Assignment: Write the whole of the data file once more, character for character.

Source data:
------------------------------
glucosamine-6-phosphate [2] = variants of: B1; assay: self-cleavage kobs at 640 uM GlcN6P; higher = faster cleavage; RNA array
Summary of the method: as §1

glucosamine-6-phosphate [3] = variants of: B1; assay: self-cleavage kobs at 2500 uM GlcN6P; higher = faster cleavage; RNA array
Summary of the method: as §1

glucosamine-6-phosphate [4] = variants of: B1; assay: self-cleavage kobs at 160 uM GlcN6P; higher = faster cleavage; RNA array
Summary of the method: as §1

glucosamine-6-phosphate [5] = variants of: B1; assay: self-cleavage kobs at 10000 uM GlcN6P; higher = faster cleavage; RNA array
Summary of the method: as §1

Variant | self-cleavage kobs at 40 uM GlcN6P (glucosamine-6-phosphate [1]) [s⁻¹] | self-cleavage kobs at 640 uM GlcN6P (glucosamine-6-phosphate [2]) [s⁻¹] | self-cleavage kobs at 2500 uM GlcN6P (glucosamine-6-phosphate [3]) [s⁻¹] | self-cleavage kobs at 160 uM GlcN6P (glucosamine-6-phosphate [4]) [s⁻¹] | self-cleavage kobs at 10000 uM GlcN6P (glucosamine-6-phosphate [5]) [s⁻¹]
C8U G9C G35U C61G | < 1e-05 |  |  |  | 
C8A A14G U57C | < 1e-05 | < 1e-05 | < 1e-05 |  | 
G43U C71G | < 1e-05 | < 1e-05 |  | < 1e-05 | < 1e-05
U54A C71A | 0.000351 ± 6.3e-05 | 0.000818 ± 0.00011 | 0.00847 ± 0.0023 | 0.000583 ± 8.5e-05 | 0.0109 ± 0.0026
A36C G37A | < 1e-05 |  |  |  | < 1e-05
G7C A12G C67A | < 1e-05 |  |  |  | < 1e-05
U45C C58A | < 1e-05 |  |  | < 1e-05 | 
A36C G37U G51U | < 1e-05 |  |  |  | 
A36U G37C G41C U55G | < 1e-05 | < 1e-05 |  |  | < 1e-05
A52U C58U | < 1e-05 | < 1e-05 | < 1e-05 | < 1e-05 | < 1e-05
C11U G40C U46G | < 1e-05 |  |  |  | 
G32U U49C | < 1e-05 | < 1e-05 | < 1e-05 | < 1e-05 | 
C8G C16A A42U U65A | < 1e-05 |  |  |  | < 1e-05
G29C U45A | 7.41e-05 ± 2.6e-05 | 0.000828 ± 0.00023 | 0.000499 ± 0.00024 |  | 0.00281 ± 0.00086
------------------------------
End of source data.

glucosamine-6-phosphate [2] = variants of: B1; assay: self-cleavage kobs at 640 uM GlcN6P; higher = faster cleavage; RNA array
Summary of the method: as §1

glucosamine-6-phosphate [3] = variants of: B1; assay: self-cleavage kobs at 2500 uM GlcN6P; higher = faster cleavage; RNA array
Summary of the method: as §1

glucosamine-6-phosphate [4] = variants of: B1; assay: self-cleavage kobs at 160 uM GlcN6P; higher = faster cleavage; RNA array
Summary of the method: as §1

glucosamine-6-phosphate [5] = variants of: B1; assay: self-cleavage kobs at 10000 uM GlcN6P; higher = faster cleavage; RNA array
Summary of the method: as §1

Variant | self-cleavage kobs at 40 uM GlcN6P (glucosamine-6-phosphate [1]) [s⁻¹] | self-cleavage kobs at 640 uM GlcN6P (glucosamine-6-phosphate [2]) [s⁻¹] | self-cleavage kobs at 2500 uM GlcN6P (glucosamine-6-phosphate [3]) [s⁻¹] | self-cleavage kobs at 160 uM GlcN6P (glucosamine-6-phosphate [4]) [s⁻¹] | self-cleavage kobs at 10000 uM GlcN6P (glucosamine-6-phosphate [5]) [s⁻¹]
C8U G9C G35U C61G | < 1e-05 |  |  |  | 
C8A A14G U57C | < 1e-05 | < 1e-05 | < 1e-05 |  | 
G43U C71G | < 1e-05 | < 1e-05 |  | < 1e-05 | < 1e-05
U54A C71A | 0.000351 ± 6.3e-05 | 0.000818 ± 0.00011 | 0.00847 ± 0.0023 | 0.000583 ± 8.5e-05 | 0.0109 ± 0.0026
A36C G37A | < 1e-05 |  |  |  | < 1e-05
G7C A12G C67A | < 1e-05 |  |  |  | < 1e-05
U45C C58A | < 1e-05 |  |  | < 1e-05 | 
A36C G37U G51U | < 1e-05 |  |  |  | 
A36U G37C G41C U55G | < 1e-05 | < 1e-05 |  |  | < 1e-05
A52U C58U | < 1e-05 | < 1e-05 | < 1e-05 | < 1e-05 | < 1e-05
C11U G40C U46G | < 1e-05 |  |  |  | 
G32U U49C | < 1e-05 | < 1e-05 | < 1e-05 | < 1e-05 | 
C8G C16A A42U U65A | < 1e-05 |  |  |  | < 1e-05
G29C U45A | 7.41e-05 ± 2.6e-05 | 0.000828 ± 0.00023 | 0.000499 ± 0.00024 |  | 0.00281 ± 0.00086